Well, I’ve gone & done it. After four and a half years of kid-wrangling, something in me has decided it’s time now to offer Story Time to the children of the Port Fairy community, and any visitors who happen to catch us on the right day. I made this decision over the last school break, so I had time to come up with vague plans for the last semester of the year. I’ve been contemplating this for some time now (years), but I’m not very comfortable with speaking in front of groups of people, so my thought has always revolved around paying someone else to do a story session. It’s only now for some reason that I’ve finally decided that I should just do it myself. I read to my own kids all the time and they seem to enjoy it, so I don’t think it’s a hard audience!
First up, I’ve just advertised by word of mouth through friends and acquaintances around town. 10.30 Tuesday mornings. For the first week’s reading, I chose three books out of my son’s library – Yellow Bird, Black Spider; Tryannosaurus Drip (a personal favourite); and Russell the Sheep – and made up a couple of games to follow a book about sheep – drawing sheep faces on balloons & herding them around the shop, and some sheep races. I’d also suggested that we could have a picnic after it all, and interested parents should bring a plate to contribute. Our first week had 14 in attendance (9 of the 14 were kids), as well as my two boys. It was the perfect number to start out at – not too big, and not too small.
I found I wasn’t as nervous as I thought I’d be – the kids seemed perfectly happy with my reading. My boys were quite proud and possessive (of their mum, the shop and the books!), and the games seemed to go well. But I decided that perhaps running around games aren’t really good for my nerves. Not with an art gallery attached to the bookshop! And after the herding game and the races, the kids were all a bit wound up and hard to tame again. (Mine especially!) I provided a fruit platter and sausage rolls (heating in the oven out the back while they played their games), and other parents brought cheese & biscuits and popcorn. This was fun. Yes, it created a bit of a mess but nothing that couldn’t be quickly swept up at the end. Floorboards are pretty easy to maintain like that. And we don’t have tablecloths etc. So it’s all fairly fuss-free.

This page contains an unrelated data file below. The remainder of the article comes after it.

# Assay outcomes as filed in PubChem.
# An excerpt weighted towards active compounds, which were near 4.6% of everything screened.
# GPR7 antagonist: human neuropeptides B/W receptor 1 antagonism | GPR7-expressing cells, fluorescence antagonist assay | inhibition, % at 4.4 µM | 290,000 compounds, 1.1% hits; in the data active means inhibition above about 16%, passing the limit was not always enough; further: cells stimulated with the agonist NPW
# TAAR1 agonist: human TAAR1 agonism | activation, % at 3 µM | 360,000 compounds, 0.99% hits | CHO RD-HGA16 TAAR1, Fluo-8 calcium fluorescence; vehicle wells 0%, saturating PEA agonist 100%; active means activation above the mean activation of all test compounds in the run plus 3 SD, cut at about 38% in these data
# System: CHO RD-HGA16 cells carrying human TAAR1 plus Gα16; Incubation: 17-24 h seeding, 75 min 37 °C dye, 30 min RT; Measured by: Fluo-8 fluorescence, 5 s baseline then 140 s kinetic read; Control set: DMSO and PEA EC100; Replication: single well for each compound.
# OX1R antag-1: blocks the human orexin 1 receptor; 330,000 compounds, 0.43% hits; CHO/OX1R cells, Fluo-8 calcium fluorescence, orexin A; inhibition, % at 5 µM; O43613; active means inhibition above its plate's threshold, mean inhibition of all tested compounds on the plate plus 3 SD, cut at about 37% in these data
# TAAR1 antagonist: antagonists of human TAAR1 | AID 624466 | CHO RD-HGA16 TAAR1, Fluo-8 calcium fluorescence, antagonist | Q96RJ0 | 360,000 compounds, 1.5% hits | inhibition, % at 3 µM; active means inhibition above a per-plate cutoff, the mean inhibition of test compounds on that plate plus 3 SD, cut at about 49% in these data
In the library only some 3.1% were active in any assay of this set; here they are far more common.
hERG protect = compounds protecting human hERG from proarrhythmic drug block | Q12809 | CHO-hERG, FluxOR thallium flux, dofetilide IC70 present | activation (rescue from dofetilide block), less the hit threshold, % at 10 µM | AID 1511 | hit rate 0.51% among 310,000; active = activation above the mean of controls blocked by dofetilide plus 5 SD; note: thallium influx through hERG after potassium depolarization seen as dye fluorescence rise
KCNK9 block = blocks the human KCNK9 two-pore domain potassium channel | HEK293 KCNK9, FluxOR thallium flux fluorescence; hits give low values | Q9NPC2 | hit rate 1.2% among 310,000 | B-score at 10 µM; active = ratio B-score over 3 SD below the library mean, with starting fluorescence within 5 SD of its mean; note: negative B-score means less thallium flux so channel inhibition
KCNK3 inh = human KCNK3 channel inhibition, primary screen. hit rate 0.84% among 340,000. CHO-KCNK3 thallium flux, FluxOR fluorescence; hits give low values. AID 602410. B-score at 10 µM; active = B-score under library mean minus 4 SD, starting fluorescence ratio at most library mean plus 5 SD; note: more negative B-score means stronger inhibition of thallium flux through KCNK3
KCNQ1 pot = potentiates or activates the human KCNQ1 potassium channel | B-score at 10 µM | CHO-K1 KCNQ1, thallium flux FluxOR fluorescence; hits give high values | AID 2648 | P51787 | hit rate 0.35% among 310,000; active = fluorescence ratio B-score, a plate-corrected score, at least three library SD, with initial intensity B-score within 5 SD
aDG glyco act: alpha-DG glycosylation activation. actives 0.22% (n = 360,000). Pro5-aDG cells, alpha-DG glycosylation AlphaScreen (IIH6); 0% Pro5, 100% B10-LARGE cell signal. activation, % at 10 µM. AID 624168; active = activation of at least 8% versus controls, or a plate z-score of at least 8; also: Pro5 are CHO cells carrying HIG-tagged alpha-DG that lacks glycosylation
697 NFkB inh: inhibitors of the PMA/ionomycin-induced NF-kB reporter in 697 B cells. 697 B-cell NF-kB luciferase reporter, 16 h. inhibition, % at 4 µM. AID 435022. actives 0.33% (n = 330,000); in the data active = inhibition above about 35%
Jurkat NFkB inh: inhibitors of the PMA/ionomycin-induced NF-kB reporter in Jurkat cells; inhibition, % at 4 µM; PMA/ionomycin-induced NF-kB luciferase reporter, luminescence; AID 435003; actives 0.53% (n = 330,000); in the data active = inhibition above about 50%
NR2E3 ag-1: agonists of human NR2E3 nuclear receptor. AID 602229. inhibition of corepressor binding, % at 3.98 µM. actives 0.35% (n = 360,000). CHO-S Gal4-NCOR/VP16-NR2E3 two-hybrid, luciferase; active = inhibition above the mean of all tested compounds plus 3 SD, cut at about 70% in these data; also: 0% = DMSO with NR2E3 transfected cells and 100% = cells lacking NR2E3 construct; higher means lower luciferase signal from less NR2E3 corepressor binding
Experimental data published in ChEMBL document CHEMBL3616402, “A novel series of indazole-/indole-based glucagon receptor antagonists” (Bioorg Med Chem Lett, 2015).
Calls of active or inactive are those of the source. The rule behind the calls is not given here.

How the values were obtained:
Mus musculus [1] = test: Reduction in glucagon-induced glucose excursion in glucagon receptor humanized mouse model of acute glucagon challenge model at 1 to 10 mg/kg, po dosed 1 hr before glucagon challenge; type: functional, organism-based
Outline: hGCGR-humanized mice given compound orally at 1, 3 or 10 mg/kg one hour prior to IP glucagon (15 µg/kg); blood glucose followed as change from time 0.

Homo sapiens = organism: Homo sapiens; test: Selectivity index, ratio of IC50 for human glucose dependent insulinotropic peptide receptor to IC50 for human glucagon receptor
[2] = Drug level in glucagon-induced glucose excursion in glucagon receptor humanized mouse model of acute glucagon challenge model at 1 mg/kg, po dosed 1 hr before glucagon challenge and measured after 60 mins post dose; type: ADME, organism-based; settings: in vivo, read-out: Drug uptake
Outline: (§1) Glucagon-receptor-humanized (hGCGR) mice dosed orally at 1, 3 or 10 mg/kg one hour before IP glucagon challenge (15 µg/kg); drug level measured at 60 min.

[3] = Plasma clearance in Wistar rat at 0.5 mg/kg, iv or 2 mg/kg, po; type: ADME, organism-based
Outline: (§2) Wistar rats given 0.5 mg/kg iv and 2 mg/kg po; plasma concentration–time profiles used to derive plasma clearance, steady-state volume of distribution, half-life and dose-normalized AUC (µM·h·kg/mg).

The second week (the Tuesday just gone), my kids were excited and looking forward to it. 15 attended this week (10 of the 15 were kids), with some not attending from last week, and some new faces for this week. This week I read The Gruffalo; The Way Back Home; and This is Our House. I spent some time previously on preparation for this week, and had made up booklets, and some text for each child to create a book. I made up 12 booklets, so I was spot on for numbers (including my boys). We just chopped up the text, and glued on pictures out of our ‘picture box’ (cut-out images from magazines) to make entertaining stories.
The text was “One sunny day, **** went for a ride on a **** to go and see a **** but a huge **** was in the middle of the road. Luckily, a happy and helpful **** came by and moved it out of the way. After stopping to look at some **** and pat some ****, **** finally made it home and had a ****. THE END” As an example, my two year old’s story came out thus: “One sunny day, Ferris went for a ride in a yellow car to go and see some scones but a huge cow was in the middle of the road. Luckily, a happy and helpful dinner plate came by and moved it out of the way. After stopping to look at some golf balls and some penguins, and pat some chooks, Ferris finallly made it home and had a piece of cake. THE END.” It was good fun reading all the stories created! There was even one boy who was patting sailors on his way home!
I found I was much more comfortable with this activity, being more a bookworm than a gym instructor!!! So from now on, I will have these kinds of activities. I’m thinking next week we’ll make some bookworm bookmarks.
After the activities, most of the kids (who are largely friends of our kids) disappeared out the back into our house, so the parents who chose to stay back (again, friends) had a nice, quiet coffee, cake (thanks Ali & Michelle for their delicious contributions!) & chat while we pretended for a moment we didn’t have kids. Perhaps it may turn into a gourmet picnic for the parents while the kids magically disappear “out the back”!
So, as a summary, I’d say I’m very happy with how it’s progressing to date. There have only been two. And being me, I can’t leave it to just a few stories and then all go home. It’s all or nothing, usually, with me. We’re not charging for this. The cost of the materials will be minimal, and if everyone contributes to a picnic, then it’s all good fun. It’s cheaper than childcare, and it’s a great way for kids and parents to get together and perhaps meet new faces, and just break up the day a bit. If anyone out there runs anything similar, please feel free to let me know what kinds of activities have worked well for you.